When we first moved from Mississippi to Connecticut, we had to spend ten fun-filled days in an Extend-A-Stay while we waited to close on our house.
That time period was so horrific (Two rooms. Four children. One hyperactive puppy. A mother in her seventh month of pregnancy. You can do the math, but I’ll tell you right now the answer will be “horrific“) that we’ve come to pretend it never existed, and any references to it will be obliquely referred to as our time in “The Pleasure Dome”. Ha ha ha.
One of the highlights (or low points, depending on your penchant for storytelling), was a trip the family took to the Mystic Aquarium. Having been enthusiastic members of the Memphis Zoo back down south, we thought that the aquarium would be a nice replacement.
And maybe it would have been. It was, at first, enjoyable- stocked to the brim with all the oceany goodness the kids love. But in family legend it will forever be referred to only as “The time we went to the aquarium and Gabriel threw up all over the beluga exhibit.” Which he did. Right there on the plexiglass beluga enclosure and in the sight of no less than half a dozen strangers. Then several other family members got sick in the van on the way back to the Pleasure Dome, and 5/6ths of us spent some portion of the following 48 hours in miserable, stomach flu wonderland.
Connecticut and I got off on the wrong foot from the very beginning.
Since then, the state and I have kept each other mostly at arm’s length. Once in a while one of us will let our guard down and allow the other to come a little closer, but these truces never last long.
Take today for example.
Not to long ago, I was looking at my Instagram feed, and every single picture posted contained happy children splashing away a hot afternoon at a spray park. No kidding. I saw spray parks represented in no less than four different states. My mature response of course was to get surly and bitter, and to focus that jealousy on the Nutmeg State. Of course it was the Nanny State mentality that prohibited us from seeking refuge from the brutal heat and humidity in the wholesome goodness of a spray park. Of course it was the ridiculously high standard of living that meant the rich had swimming pools and central air, and us working stiffs could only make do with the playground at the corner McDonald’s.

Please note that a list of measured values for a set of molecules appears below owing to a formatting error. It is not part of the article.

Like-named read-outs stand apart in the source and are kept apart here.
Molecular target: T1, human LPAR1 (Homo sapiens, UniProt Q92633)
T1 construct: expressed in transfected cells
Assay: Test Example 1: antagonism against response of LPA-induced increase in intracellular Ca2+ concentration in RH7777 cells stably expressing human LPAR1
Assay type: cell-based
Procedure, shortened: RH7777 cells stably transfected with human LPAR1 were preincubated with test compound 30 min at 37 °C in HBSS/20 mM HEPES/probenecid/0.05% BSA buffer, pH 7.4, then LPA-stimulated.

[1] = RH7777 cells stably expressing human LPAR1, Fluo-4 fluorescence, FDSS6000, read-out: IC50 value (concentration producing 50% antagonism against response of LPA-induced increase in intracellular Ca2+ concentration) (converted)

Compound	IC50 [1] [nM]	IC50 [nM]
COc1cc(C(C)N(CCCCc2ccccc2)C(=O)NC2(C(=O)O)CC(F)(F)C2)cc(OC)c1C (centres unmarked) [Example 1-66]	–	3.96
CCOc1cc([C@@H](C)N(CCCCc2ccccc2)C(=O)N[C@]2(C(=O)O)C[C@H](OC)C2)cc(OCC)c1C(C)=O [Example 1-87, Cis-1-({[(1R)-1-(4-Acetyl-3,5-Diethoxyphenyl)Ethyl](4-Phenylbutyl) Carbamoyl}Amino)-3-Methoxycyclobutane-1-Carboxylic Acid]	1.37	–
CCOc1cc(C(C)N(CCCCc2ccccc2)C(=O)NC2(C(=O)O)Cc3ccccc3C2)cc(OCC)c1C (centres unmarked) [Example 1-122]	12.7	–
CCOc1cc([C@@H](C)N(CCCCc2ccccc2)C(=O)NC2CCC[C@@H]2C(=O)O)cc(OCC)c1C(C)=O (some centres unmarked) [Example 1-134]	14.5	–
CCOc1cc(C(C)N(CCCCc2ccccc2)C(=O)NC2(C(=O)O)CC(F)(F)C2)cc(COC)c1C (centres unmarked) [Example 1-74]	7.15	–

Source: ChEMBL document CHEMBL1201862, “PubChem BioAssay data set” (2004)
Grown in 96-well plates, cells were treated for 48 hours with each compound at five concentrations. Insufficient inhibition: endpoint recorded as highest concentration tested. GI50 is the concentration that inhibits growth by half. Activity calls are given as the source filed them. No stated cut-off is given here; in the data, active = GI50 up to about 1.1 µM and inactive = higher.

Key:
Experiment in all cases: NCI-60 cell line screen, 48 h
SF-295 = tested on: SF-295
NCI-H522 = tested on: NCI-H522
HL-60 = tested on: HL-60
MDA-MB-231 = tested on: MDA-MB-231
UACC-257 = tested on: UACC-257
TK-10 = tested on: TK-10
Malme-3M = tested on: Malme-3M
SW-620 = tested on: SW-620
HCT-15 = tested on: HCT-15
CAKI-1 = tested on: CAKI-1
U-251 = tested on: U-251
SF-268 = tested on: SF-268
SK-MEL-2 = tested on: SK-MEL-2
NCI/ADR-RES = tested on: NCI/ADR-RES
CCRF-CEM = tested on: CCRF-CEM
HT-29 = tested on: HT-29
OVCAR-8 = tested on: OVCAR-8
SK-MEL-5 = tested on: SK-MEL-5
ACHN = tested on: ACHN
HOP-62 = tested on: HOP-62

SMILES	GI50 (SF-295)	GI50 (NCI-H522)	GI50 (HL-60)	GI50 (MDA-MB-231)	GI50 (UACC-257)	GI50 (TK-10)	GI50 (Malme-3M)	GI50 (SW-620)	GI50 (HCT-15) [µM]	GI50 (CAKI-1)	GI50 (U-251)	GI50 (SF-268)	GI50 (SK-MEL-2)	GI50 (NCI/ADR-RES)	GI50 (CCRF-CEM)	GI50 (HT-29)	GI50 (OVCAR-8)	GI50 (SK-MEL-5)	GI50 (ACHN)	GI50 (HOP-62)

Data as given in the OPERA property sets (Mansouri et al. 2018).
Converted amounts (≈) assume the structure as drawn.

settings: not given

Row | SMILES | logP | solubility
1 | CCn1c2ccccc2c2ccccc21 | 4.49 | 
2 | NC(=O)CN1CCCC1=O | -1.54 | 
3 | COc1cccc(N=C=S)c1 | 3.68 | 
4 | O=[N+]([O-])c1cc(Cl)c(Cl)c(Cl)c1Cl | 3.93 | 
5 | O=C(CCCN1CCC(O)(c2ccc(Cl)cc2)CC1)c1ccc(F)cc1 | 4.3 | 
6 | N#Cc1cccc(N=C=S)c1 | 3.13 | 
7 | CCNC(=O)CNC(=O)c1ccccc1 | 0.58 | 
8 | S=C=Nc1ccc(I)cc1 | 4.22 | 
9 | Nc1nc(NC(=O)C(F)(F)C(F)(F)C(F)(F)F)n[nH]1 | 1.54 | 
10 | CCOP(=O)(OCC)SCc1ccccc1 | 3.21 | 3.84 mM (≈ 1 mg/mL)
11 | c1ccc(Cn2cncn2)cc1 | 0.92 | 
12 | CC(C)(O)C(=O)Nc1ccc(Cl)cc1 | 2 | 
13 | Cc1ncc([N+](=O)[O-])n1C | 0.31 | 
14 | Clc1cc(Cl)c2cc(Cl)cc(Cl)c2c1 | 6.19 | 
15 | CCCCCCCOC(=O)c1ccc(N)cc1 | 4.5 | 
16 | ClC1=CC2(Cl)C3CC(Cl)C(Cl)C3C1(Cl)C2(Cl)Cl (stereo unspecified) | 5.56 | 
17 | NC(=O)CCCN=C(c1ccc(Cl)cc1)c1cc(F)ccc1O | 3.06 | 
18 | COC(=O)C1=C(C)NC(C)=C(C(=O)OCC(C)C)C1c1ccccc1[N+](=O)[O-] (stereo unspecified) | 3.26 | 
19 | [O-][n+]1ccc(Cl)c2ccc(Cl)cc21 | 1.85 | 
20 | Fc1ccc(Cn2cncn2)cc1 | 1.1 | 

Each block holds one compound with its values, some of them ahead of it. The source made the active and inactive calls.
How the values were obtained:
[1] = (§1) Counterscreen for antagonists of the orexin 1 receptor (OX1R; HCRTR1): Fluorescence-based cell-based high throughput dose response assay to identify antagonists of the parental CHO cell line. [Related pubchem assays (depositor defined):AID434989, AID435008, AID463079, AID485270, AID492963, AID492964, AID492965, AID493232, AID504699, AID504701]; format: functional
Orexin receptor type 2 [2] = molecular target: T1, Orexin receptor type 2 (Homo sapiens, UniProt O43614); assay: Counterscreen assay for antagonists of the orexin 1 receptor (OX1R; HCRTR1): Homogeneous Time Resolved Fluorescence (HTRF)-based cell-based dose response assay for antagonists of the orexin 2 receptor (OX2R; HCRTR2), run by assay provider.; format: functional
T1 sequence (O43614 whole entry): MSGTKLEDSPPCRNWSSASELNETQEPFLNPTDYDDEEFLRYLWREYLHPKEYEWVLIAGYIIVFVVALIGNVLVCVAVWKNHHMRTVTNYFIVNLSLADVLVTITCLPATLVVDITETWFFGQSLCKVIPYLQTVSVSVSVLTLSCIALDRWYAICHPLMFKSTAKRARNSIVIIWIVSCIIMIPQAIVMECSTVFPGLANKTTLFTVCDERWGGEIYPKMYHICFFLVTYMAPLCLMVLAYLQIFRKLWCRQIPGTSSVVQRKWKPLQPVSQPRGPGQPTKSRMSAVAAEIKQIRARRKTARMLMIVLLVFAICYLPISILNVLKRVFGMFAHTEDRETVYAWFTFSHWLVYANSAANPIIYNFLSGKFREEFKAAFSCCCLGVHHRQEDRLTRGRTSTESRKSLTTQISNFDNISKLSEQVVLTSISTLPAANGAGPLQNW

If couldn’t possibly be the fact that I had never bothered to look up “Spray Park Connecticut” in a Google search.
When I finally did just that, I was shocked, shocked!, to discover that there was, in fact, a spray park fairly close to us, over the mountain in West Hartford. So I parlayed this new information to five children who enthusiastically cleaned the house in order to find out what “the big surprise” was, and then we loaded up into the van and made our way to the park.
On the way there, I warned the kids not to expect much. Maybe a single water stream shooting out of an extremely padded, non-skid, gluten-free, certified organic area, but nothing else. After all, this is Connecticut. It certainly would not be the sort of spray park they’d had access to in Mississippi. The kids nodded absently and looked out the window, hearing nothing out of my mouth but the words “spray park”.
Which is good, because when we got there, we were greeted with a spray park of respectable size, and with a regular park attached to it! Both parks were fully gated (thank you!), shady, with real bathrooms and ample seating.
We easily found a whole bench (in the shade!) to ourselves, and the kids promptly kicked off their shoes and started happily running around, while I sat back and started people watching.
The more I looked around, the more I fell in love with this little section of Connecticut.
The Puerto Ricans were there, playing frisbee in the grass next to a white tattooed couple. There were a group of Jamaicans grilling something in one of those park BBQ things. A large knot of Arab women, wearing hijab of bright pink scarfs, caused Joaquin to come running to me, insisting that there were nuns at the park! The whole thing was such a glorious mix of cultures that it reminded me of our old house in Dearborn Heights, Michigan.
I sat there basking in the warmth of an unexpected truce with Connecticut as my children played happily in this little bubble of diversity and silliness.
Then the sound of an extremely loud burp somewhere to my immediate right broke my reverie. One of the Puerto Rican children, stumbling by me on the rubbery playground sidewalk, stopped, bent double, and started throwing up. Everywhere.
I jumped off of my bench to try and help him, along with every other mother in that park. The heads of all us mothers were wobbling around, trying to find the poor kid’s parents. There- a woman, running toward her son with the same look I had on my face in the Mystic Aquarium- an awkward mix of concern, compassion, disgust and embarrassment. She hurried her boy away, while all us other mothers looked at one another briefly, then began rounding up our kids back to our respective vans, promising McDonald’s or some other bribe, anything just to put some serious distance between ourselves and the now bevomited spray park.
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